The impact of the parity law on service utilization and spending is still an ongoing debate, because measuring the impact of the law on outcomes requires enough time following implementation to measure the effects. Given that pre-MHPAEA, most individuals used BH below the pre-parity limits, the impact of MHPAEA on average was expected to be minimal, with the greatest impacts seen only for the highest utilizers.[12] Initial evaluations of the impact of MHPAEA on commercial insurance coverage provide evidence of progress implementing parity, including an increase in utilization of BH services as well as an expansion of coverage.[13, 14] One study reported that the parity law was associated with 4.6 additional MH or functional therapy visits for children with autism spectrum disorder.[15] Busch and colleagues found that as a result of parity out-of-pocket costs declined by a significant dollar amount for bipolar disorder, adjustment disorder, and major depression diagnosis.[16] In another study, Busch and colleagues found that MHPAEA had little impact on SUD utilization but a minor impact on SUD treatment spending with an increase of $9.99 per health plan enrollee.[17] Given that the MHPAEA Interim Rule was only effective for many plans starting in 2011, it is only recently that we have had enough years of information post-parity to fully assess the impact of MHPAEA on long-term outcomes in the large employer-sponsored insurance market.

Parity and Substance Use Disorder Treatment

Given that the 2008 parity law expands parity to include SUD treatment--in contrast to the original 1996 law, which applied only to MH conditions--it is important to examine the impact of parity separately for MH and SUD. There are many ways that a lack of parity in insurance coverage for SUD treatment could affect individuals in need of treatment.[18] Even when QTLs and FRs are fully addressed, lack of parity in NQTLs may be a particular concern for those with an SUD. For example, prior authorization requirements can add a barrier for patients in SUD treatment that can be especially detrimental for individuals in early stages of recovery who require immediate engagement in treatment to avoid risk of relapse. So-called fail first policies require that beneficiaries try certain types of (often less costly) treatment and demonstrate that it does not work, before being approved for another type of treatment. These policies interfere with a comprehensive approach to BH treatment in which, for example, psychosocial and medical treatments combined may be necessary to support recovery. Treatment plan requirements also can be a hindrance to patients trying to receive care, especially when it is required that treatment plans be fully in place before addiction treatment is started. By extending parity to SUDs and ensuring that NQTLs are included explicitly in the comparability requirements for parity, MHPAEA has the opportunity to greatly affect coverage of SUD treatment.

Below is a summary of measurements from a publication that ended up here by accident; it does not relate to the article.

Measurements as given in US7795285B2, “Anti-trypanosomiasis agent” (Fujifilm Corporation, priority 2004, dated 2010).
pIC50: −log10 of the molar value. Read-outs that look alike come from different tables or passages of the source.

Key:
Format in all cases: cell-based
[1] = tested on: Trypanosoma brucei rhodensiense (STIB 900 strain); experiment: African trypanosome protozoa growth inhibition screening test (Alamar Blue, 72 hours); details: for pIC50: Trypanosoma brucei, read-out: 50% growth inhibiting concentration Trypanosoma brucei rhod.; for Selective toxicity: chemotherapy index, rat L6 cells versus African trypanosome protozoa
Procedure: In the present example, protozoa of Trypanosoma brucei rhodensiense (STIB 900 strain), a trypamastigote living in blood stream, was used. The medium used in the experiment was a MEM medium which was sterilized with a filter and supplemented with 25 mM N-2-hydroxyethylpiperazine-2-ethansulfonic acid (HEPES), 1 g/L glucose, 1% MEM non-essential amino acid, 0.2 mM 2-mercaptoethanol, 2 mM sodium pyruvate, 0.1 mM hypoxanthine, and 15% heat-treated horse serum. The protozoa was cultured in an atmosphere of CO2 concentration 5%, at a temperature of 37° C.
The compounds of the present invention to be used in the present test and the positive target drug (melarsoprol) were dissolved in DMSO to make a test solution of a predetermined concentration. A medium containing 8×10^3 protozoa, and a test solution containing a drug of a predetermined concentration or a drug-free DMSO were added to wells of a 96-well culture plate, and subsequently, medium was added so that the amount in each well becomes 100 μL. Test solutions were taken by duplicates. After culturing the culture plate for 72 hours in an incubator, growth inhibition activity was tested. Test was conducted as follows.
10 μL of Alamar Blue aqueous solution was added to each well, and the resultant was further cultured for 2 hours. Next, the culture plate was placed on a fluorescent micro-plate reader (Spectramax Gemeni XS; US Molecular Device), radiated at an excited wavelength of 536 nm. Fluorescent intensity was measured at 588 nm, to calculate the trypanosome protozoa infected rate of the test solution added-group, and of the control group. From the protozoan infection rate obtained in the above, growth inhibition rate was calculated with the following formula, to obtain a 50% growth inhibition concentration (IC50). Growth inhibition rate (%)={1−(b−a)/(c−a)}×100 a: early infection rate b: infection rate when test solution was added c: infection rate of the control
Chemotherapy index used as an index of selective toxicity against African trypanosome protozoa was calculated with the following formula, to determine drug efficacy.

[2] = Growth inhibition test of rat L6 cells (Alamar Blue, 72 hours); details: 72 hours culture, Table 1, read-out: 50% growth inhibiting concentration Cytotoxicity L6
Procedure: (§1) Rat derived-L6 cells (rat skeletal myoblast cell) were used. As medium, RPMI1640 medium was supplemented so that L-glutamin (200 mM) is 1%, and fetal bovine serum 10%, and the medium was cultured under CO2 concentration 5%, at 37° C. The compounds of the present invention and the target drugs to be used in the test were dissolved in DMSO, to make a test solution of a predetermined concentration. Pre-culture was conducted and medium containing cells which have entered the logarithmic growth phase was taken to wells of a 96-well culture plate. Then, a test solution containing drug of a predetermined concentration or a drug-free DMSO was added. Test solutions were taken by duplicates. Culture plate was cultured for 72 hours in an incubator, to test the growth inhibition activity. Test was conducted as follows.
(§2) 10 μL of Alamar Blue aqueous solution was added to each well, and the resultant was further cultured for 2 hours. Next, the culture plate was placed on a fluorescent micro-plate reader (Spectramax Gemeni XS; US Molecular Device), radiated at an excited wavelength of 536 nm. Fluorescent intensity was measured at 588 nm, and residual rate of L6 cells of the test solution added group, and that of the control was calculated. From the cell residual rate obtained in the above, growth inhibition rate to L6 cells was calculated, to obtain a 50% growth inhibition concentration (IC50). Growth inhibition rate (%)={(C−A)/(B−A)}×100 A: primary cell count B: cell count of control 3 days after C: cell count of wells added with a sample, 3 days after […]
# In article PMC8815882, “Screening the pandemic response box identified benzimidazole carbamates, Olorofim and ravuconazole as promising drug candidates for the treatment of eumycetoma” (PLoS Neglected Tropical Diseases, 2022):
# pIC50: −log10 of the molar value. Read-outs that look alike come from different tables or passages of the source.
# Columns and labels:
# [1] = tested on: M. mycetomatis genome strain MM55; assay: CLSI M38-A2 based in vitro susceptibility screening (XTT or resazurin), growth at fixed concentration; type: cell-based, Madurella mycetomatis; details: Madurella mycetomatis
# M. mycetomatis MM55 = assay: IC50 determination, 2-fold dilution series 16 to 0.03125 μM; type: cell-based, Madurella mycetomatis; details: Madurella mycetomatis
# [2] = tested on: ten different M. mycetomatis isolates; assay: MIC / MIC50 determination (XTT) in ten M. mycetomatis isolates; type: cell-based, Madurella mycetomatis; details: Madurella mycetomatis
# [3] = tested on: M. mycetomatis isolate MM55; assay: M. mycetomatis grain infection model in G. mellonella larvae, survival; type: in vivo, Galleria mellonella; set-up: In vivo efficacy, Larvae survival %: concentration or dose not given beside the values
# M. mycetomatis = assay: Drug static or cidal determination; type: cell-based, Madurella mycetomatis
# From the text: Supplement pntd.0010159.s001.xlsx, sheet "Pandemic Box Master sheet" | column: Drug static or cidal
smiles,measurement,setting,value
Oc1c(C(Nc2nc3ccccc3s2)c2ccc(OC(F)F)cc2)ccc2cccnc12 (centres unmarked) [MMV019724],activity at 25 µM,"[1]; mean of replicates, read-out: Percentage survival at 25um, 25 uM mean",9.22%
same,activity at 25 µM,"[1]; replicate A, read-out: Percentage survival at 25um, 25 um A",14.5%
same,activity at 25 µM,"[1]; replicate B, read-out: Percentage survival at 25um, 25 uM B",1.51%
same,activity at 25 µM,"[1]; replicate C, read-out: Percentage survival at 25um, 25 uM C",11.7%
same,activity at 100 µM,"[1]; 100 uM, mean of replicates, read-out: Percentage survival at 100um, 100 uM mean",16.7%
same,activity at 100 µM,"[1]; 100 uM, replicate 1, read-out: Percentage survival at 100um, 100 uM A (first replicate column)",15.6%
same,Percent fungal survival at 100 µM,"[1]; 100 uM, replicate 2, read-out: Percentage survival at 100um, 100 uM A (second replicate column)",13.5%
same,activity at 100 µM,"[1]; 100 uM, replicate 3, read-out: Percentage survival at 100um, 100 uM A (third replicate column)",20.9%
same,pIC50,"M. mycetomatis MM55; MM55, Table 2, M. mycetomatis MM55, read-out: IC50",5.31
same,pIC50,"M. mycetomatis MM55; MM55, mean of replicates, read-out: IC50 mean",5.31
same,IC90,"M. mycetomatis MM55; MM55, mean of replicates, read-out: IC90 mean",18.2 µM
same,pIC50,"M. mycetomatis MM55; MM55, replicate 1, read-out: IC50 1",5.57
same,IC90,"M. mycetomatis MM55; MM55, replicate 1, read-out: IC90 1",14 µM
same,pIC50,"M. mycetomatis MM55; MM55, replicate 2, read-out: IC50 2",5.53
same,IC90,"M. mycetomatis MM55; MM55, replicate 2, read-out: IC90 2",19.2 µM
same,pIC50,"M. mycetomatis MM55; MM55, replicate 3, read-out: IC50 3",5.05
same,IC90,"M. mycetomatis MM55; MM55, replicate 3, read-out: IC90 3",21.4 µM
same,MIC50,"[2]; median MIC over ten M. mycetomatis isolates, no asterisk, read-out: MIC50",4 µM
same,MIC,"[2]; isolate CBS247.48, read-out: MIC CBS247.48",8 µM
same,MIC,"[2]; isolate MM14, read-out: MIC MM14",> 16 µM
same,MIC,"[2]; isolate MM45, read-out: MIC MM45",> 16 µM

One challenge in understanding the impact of MHPAEA on SUD treatment is that the timeline for the opioid crisis roughly corresponds to the timeline for MHPAEA implementation. Little research has been done to understand the impact of MHPAEA on utilization of and spending on specific types of SUD treatment at a national level. A 2013 American Society of Addiction Medicine (ASAM) report on medication-assisted treatment (MAT) and parity suggested that some insurance plans still had policies in place that violated MHPAEA regulations. Here, the Treatment Research Institute surveyed insurance plans in the ten largest states. The authors found that restrictions such as prior authorization, quantity limitations, step therapy, duration limits, and network requirements were limiting access to medications for those particular individuals.[19, 20] However, one unpublished pilot study analyzed the total number of buprenorphine prescriptions from 2010 to 2014, comparing the states that did not have prior parity laws compared with states that did as a control.[21] States that did not have prior parity laws had a noticeable increase in the number of prescriptions compared with the control states, suggesting that MHPAEA implementation could have expanded MAT access.

Parity and In-Network Versus Out-of-Network Treatment

Another advance of the 2008 parity law was to require insurers to apply parity regulations to out-of-network outpatient visits and inpatient visits. Without explicitly requiring that out-of-network MH and SUD benefits were comparable to out-of-network medical/surgical benefits, there were concerns that insurance companies could create so-called "phantom networks" that would not be subject to parity protections.[22, 23] A study by Kyanko and colleagues indicated that out-of-network provider use is more likely in MH care compared with general health care providers, with approximately 18 percent of individuals having contact with at least one out-of-network MH provider.[24]